- Ask the police officer to find out where the other driver was going. If the driver was on an errand for his or her employer, “in the course and scope of his or her employment,” you may find you have another good “potential defendant.”
- Follow through on all medical care, treatment, and therapy recommended by you physician(s).
- Contact our office. It is critical that you find the appropriate attorney to represent you right from the start.
- Do Not sign any writings by the other driver purporting to summarize the facts of the accident.
- Do Not get into an argument with the other driver(s) about what happened.
- Do Not have your bike repaired. Not until you have an attorney who can have the bike inspected, photographed, and provide the Insurer or Defense Attorney notice and an opportunity to inspect the bike.
- Do Not permit anyone to interrogate you about the events of the accident, particularly the other party’s attorney, representatives of the other party’s insurance company, or even representatives of your own insurance company. If your insurance policy requires that you report your accident within a time certain, this is another reason to obtain an attorney immediately.
- The major dangers associated with communications with other parties, their attorneys, their insurance representatives and your insurance representatives can all be avoided by immediately by contacting our office.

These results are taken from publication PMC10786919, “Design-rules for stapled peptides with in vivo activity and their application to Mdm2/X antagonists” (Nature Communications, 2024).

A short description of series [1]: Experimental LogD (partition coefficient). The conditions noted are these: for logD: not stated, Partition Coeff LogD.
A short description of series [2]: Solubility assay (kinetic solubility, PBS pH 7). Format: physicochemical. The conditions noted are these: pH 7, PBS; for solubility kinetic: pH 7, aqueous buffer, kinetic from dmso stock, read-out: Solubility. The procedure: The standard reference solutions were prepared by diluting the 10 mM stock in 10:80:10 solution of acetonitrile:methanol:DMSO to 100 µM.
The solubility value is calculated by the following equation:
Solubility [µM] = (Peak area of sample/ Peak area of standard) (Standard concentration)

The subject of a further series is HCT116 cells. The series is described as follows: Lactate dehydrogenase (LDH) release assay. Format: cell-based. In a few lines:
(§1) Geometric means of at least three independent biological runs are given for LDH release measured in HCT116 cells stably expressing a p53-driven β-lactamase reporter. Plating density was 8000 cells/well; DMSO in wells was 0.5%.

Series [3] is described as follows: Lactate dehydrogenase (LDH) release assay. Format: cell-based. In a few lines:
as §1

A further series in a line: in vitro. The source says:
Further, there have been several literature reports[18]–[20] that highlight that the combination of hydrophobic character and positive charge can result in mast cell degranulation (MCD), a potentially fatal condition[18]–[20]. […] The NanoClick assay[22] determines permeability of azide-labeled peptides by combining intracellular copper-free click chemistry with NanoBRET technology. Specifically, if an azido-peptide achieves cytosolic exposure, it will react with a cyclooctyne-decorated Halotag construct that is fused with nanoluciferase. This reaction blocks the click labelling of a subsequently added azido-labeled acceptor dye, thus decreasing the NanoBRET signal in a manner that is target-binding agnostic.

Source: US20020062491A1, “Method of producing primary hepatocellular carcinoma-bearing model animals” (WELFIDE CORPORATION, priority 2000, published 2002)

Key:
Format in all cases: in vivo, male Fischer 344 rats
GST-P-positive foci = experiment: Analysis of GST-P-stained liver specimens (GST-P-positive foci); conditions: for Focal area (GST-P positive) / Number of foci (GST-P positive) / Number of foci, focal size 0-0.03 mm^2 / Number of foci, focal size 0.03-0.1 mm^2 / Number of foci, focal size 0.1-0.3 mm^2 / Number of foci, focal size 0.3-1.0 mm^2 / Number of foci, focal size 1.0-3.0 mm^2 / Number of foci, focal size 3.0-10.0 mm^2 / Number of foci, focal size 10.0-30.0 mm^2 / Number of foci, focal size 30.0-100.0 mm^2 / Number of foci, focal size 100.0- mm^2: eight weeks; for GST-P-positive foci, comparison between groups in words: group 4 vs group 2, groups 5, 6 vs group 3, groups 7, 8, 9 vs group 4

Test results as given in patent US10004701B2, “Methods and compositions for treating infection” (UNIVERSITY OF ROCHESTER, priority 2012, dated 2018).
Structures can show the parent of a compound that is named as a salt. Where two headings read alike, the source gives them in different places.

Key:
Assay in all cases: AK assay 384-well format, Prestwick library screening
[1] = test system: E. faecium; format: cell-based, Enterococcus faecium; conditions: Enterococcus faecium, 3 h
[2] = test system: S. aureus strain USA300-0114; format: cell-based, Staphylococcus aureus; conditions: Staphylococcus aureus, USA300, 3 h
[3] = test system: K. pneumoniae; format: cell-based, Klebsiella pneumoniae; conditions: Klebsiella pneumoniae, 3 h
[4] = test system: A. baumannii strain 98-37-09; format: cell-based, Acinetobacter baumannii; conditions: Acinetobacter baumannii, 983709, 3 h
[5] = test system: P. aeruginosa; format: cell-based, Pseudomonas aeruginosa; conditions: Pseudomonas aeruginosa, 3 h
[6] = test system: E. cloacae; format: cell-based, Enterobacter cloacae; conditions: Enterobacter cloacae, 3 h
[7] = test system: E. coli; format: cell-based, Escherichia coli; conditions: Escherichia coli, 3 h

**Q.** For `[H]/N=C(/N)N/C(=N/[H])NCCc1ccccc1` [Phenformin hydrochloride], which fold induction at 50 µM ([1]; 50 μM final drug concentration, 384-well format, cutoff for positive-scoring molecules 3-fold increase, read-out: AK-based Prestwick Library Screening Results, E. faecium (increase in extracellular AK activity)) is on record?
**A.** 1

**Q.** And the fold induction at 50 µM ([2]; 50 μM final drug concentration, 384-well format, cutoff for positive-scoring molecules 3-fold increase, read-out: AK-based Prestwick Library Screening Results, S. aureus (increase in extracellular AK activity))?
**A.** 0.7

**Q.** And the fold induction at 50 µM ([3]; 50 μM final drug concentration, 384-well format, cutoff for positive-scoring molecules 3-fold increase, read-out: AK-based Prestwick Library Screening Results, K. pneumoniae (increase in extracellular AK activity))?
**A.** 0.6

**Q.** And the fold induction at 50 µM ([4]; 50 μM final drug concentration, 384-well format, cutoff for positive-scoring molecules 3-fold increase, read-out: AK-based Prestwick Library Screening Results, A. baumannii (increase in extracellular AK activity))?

Michigan Motorcycle Accident Claims:
Michigan Third-Party Claims
The most noticeable claim available to those seriously injured in Michigan motorcycle accident is that arising from the negligence of the at-fault vehicle in the collision. Most motorcycle injury accidents are the fault of negligently driven automobiles. Michigan law requires that a lawsuit against an at-fault driver/owner in a collision be filed within 3 years of the date of the accident.
In order to prevail in an ordinary Michigan motorcycle injury case, the injured party will have to demonstrate that the other motorist involved was more than 50% responsible for the accident. A legal term frequently used to describe this concept is to say that it is necessary for the injured party to demonstrate that the person being sued was “negligent” as defined by Michigan law. You should contact our office to determine whether you have a Third Party claim.
Michigan No-Fault Claims
Michigan No-Fault benefits are also generally available to Michigan motorcycle accident victims. These are benefits for economic damages. These benefits are designed to provide medical benefits, wage loss, attendant care and replacement services to injury victims. Indeed, no-fault benefits are often crucial to the economic survival of the seriously injured, and Michigan law only allows one year to establish a proper claim for these benefits and secure necessary payments. Determining the proper insurance company responsible for paying no-fault benefits to an injured cyclist can be complicated.